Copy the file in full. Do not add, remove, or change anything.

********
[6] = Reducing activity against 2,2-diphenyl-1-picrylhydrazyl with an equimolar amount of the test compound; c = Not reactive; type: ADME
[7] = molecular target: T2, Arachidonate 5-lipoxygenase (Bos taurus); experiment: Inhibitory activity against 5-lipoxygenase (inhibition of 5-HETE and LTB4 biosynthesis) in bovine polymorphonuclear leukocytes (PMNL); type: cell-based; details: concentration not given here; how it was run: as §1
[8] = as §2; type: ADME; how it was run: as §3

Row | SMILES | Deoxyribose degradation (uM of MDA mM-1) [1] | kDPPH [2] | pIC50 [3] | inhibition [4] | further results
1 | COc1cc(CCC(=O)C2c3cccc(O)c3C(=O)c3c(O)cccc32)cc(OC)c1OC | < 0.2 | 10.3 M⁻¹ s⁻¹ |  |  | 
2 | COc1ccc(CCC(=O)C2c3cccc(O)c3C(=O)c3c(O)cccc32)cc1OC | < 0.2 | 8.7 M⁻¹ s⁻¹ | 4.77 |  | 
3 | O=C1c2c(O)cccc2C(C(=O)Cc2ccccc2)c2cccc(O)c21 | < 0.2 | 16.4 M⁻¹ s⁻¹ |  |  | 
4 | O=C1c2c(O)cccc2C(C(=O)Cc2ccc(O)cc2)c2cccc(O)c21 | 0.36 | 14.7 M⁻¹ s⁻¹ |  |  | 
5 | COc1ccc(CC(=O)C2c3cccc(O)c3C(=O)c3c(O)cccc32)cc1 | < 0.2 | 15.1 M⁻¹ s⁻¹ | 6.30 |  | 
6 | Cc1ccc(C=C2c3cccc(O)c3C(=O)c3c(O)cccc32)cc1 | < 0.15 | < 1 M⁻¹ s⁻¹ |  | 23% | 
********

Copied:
[6] = Reducing activity against 2,2-diphenyl-1-picrylhydrazyl with an equimolar amount of the test compound; c = Not reactive; type: ADME
[7] = molecular target: T2, Arachidonate 5-lipoxygenase (Bos taurus); experiment: Inhibitory activity against 5-lipoxygenase (inhibition of 5-HETE and LTB4 biosynthesis) in bovine polymorphonuclear leukocytes (PMNL); type: cell-based; details: concentration not given here; how it was run: as §1
[8] = as §2; type: ADME; how it was run: as §3

Row | SMILES | Deoxyribose degradation (uM of MDA mM-1) [1] | kDPPH [2] | pIC50 [3] | inhibition [4] | further results
1 | COc1cc(CCC(=O)C2c3cccc(O)c3C(=O)c3c(O)cccc32)cc(OC)c1OC | < 0.2 | 10.3 M⁻¹ s⁻¹ |  |  | 
2 | COc1ccc(CCC(=O)C2c3cccc(O)c3C(=O)c3c(O)cccc32)cc1OC | < 0.2 | 8.7 M⁻¹ s⁻¹ | 4.77 |  | 
3 | O=C1c2c(O)cccc2C(C(=O)Cc2ccccc2)c2cccc(O)c21 | < 0.2 | 16.4 M⁻¹ s⁻¹ |  |  | 
4 | O=C1c2c(O)cccc2C(C(=O)Cc2ccc(O)cc2)c2cccc(O)c21 | 0.36 | 14.7 M⁻¹ s⁻¹ |  |  | 
5 | COc1ccc(CC(=O)C2c3cccc(O)c3C(=O)c3c(O)cccc32)cc1 | < 0.2 | 15.1 M⁻¹ s⁻¹ | 6.30 |  | 
6 | Cc1ccc(C=C2c3cccc(O)c3C(=O)c3c(O)cccc32)cc1 | < 0.15 | < 1 M⁻¹ s⁻¹ |  | 23% | 